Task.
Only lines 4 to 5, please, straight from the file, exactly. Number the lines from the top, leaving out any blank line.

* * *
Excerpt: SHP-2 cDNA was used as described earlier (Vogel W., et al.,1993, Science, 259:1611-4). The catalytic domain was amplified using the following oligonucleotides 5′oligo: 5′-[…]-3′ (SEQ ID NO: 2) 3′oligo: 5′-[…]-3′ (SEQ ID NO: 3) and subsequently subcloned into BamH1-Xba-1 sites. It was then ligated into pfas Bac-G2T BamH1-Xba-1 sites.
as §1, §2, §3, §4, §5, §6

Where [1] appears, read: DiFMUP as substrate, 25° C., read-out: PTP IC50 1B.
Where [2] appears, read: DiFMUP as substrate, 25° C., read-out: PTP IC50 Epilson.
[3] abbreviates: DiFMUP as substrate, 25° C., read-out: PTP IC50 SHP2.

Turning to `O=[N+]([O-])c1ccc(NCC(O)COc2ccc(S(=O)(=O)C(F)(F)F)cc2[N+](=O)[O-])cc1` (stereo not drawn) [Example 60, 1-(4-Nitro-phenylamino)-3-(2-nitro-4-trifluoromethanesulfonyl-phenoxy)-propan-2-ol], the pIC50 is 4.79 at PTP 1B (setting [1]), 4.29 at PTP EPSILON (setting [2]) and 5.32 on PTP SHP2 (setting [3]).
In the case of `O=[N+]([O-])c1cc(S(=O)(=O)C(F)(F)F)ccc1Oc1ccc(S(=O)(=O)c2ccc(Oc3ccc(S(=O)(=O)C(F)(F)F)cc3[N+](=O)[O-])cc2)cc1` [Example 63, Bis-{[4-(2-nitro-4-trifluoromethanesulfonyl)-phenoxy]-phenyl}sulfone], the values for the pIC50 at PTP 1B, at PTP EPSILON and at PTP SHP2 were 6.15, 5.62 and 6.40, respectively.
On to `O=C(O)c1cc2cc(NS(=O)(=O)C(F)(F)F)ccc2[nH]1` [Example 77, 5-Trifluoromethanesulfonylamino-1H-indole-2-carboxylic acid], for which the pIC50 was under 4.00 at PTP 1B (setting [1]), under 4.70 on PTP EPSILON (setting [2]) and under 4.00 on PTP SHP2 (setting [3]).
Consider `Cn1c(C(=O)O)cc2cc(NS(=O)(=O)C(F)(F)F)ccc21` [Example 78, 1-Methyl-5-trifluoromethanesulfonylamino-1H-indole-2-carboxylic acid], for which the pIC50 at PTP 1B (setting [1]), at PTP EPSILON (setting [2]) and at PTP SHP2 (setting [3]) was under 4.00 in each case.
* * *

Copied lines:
Where [2] appears, read: DiFMUP as substrate, 25° C., read-out: PTP IC50 Epilson.
[3] abbreviates: DiFMUP as substrate, 25° C., read-out: PTP IC50 SHP2.